Director: Charles Uwagbai
Screenplay: Bimbo Manuel
Cast: Jimmy Jean Louis, Misty Lockheart, Desmond Elliot, Chris Attoh, Bimbo Manuel, Ufuoma McDermott, Toyin Aimakhu, Jemima Osunde and Monica Omorodion Swaida.
In “Esohe,” the reincarnation and reunion of Ifagbai, the son of Eghosa the Oba’s warrior, his long-lost lover, Esohe, presents a puzzle to Gary Barbar (Jimmy Jean Louis). He suffers repeated nightmares and sees apparitions of events he knows nothing about.
“Esohe” is another story that takes from the theme of love and reincarnation, but this is the most complicated of the many you have seen in the past.
Gary Barber (Jimmy Jean-Louis) left Nigeria immediately after graduating from the University to pursue greener pastures abroad. Years after, he is settled and working in the United States of America as a University lecturer and living with his girlfriend, Claire (Misty Lockhert). While things look really good for them, Gary suffers from strange re-occurrences, he occasionally blanks out and re-emerges in another life. That life is thousands of years back, in the Benin Empire of Old.
While these episodes do not look really bad in the first minutes of “Esohe”, it gets worse. Being with and around Claire means that she too suffers from similar attacks. The only solution to their problem is a visit to Nigeria for answers and they do.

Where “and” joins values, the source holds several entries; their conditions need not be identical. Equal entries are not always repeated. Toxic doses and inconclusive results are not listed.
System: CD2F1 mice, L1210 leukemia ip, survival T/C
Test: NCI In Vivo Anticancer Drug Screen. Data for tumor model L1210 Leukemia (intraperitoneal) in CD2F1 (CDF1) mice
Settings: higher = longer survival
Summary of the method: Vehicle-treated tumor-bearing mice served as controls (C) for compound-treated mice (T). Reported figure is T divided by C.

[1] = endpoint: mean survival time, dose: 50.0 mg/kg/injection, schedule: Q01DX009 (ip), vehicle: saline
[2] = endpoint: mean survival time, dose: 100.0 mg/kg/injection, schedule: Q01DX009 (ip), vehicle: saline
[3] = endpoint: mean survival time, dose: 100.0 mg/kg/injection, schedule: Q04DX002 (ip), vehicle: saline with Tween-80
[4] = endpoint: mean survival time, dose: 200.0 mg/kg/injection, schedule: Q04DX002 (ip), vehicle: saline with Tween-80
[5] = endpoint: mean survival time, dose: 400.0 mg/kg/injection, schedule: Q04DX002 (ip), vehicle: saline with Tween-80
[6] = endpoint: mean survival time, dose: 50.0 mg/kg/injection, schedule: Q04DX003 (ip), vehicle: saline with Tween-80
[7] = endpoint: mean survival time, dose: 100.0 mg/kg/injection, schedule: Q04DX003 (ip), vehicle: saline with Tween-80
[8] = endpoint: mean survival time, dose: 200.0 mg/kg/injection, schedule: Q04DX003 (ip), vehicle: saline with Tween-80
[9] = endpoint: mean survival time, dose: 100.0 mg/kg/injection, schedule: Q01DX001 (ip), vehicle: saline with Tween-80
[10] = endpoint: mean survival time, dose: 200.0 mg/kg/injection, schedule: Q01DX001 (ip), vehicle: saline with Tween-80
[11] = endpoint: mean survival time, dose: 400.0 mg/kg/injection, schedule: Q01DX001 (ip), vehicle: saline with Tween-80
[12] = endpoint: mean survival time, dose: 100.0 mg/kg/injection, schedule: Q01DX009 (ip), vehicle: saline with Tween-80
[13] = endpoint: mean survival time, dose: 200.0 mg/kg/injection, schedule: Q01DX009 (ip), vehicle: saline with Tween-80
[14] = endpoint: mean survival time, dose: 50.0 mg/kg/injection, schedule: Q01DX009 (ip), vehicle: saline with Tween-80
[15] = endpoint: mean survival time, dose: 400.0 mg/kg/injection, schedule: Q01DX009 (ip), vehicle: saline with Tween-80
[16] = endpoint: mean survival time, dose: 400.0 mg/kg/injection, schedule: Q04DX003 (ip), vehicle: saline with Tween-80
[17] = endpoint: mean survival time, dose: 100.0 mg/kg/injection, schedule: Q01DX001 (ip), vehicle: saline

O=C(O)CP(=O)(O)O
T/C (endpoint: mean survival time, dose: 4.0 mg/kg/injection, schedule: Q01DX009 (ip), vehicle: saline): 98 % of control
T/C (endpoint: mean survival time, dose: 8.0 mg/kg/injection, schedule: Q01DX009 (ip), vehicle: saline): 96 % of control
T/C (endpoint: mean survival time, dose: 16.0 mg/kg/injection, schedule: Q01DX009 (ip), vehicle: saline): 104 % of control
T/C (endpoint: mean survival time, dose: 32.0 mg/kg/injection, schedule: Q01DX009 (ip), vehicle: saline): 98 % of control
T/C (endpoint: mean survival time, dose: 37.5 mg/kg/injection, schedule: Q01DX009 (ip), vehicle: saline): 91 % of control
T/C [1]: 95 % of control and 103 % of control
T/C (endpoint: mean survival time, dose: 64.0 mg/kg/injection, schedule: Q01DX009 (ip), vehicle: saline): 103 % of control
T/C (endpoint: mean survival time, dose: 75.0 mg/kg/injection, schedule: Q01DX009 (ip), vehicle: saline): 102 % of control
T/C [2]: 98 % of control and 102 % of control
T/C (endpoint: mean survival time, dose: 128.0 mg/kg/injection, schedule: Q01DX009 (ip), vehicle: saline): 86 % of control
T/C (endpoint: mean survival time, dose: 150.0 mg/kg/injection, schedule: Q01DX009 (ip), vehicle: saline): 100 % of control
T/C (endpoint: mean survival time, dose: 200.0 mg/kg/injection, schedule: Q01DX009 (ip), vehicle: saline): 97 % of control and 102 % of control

On arrival, Gary meets Esosa. There is a past between the two, they feel the connection but both of them will vow on anything that they’ve not met before.
The screenwriter then gives us the 101: Years back Gary was Ifagbai and Esosa was Esohe. Due to a deformity, Ifagbai is born with, his father rejects him. Ifagbai ends up with Titilola (Toyin Abraham). She grooms him and it is while with her that Ifagbai finds Esohe. Together they have a once in a lifetime type of love story. Which is the essence of “Esohe”.
“Esohe” is a story on re-incarnation with love as a guiding theme. The screenwriter produces enjoyable moments of the Bini Culture and while a little splash of culture always offers tangible viewing “Esohe” gathers too many complications. It takes patience to understand what the film is set to do (for at least 40 percent of its show time).
“Esohe” attempts to be a memorable epic but too much dialogue and inconsistency take the crown off the head of the story. “Esohe” is a mix of many things, including “Iyore” and “Doctor Bello” but does not meet up to any of the two.
With all of its shortcomings, “Esohe” made an effort. That effort would have been glorious if a little attention was paid to cutting down on dialogue and scenes that should have never made it out of the editing room.